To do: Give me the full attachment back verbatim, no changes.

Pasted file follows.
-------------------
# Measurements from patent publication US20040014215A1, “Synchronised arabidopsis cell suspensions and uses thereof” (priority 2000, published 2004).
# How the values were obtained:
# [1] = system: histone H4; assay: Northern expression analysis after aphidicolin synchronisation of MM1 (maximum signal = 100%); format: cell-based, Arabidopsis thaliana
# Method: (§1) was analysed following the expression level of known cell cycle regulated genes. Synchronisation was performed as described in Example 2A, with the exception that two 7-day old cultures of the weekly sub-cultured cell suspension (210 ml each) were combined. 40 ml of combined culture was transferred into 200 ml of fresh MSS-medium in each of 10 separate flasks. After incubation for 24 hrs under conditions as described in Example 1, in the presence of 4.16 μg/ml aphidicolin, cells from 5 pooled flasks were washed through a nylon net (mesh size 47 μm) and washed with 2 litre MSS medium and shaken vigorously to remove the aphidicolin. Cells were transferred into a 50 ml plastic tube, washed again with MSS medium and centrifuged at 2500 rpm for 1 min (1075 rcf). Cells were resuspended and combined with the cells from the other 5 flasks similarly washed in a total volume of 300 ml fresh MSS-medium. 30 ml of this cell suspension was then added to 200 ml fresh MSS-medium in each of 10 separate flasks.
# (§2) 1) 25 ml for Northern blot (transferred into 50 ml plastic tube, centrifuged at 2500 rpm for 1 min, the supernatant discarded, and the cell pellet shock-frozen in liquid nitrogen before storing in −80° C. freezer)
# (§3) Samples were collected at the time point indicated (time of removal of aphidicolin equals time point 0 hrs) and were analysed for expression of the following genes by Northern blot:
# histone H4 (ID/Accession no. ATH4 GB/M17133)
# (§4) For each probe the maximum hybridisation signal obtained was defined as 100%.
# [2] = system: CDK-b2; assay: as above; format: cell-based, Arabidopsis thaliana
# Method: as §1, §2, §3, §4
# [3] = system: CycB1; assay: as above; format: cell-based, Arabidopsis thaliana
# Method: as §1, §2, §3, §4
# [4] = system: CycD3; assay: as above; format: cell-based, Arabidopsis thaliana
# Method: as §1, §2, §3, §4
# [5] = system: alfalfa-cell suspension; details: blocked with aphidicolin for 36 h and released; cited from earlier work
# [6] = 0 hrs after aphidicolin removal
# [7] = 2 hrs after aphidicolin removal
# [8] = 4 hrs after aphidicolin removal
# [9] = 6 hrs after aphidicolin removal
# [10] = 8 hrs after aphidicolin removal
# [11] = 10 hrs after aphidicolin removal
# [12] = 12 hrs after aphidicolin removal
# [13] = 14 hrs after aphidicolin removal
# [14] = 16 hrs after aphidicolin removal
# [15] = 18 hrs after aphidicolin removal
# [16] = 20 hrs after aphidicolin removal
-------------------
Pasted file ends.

# Measurements from patent publication US20040014215A1, “Synchronised arabidopsis cell suspensions and uses thereof” (priority 2000, published 2004).
# How the values were obtained:
# [1] = system: histone H4; assay: Northern expression analysis after aphidicolin synchronisation of MM1 (maximum signal = 100%); format: cell-based, Arabidopsis thaliana
# Method: (§1) was analysed following the expression level of known cell cycle regulated genes. Synchronisation was performed as described in Example 2A, with the exception that two 7-day old cultures of the weekly sub-cultured cell suspension (210 ml each) were combined. 40 ml of combined culture was transferred into 200 ml of fresh MSS-medium in each of 10 separate flasks. After incubation for 24 hrs under conditions as described in Example 1, in the presence of 4.16 μg/ml aphidicolin, cells from 5 pooled flasks were washed through a nylon net (mesh size 47 μm) and washed with 2 litre MSS medium and shaken vigorously to remove the aphidicolin. Cells were transferred into a 50 ml plastic tube, washed again with MSS medium and centrifuged at 2500 rpm for 1 min (1075 rcf). Cells were resuspended and combined with the cells from the other 5 flasks similarly washed in a total volume of 300 ml fresh MSS-medium. 30 ml of this cell suspension was then added to 200 ml fresh MSS-medium in each of 10 separate flasks.
# (§2) 1) 25 ml for Northern blot (transferred into 50 ml plastic tube, centrifuged at 2500 rpm for 1 min, the supernatant discarded, and the cell pellet shock-frozen in liquid nitrogen before storing in −80° C. freezer)
# (§3) Samples were collected at the time point indicated (time of removal of aphidicolin equals time point 0 hrs) and were analysed for expression of the following genes by Northern blot:
# histone H4 (ID/Accession no. ATH4 GB/M17133)
# (§4) For each probe the maximum hybridisation signal obtained was defined as 100%.
# [2] = system: CDK-b2; assay: as above; format: cell-based, Arabidopsis thaliana
# Method: as §1, §2, §3, §4
# [3] = system: CycB1; assay: as above; format: cell-based, Arabidopsis thaliana
# Method: as §1, §2, §3, §4
# [4] = system: CycD3; assay: as above; format: cell-based, Arabidopsis thaliana
# Method: as §1, §2, §3, §4
# [5] = system: alfalfa-cell suspension; details: blocked with aphidicolin for 36 h and released; cited from earlier work
# [6] = 0 hrs after aphidicolin removal
# [7] = 2 hrs after aphidicolin removal
# [8] = 4 hrs after aphidicolin removal
# [9] = 6 hrs after aphidicolin removal
# [10] = 8 hrs after aphidicolin removal
# [11] = 10 hrs after aphidicolin removal
# [12] = 12 hrs after aphidicolin removal
# [13] = 14 hrs after aphidicolin removal
# [14] = 16 hrs after aphidicolin removal
# [15] = 18 hrs after aphidicolin removal
# [16] = 20 hrs after aphidicolin removal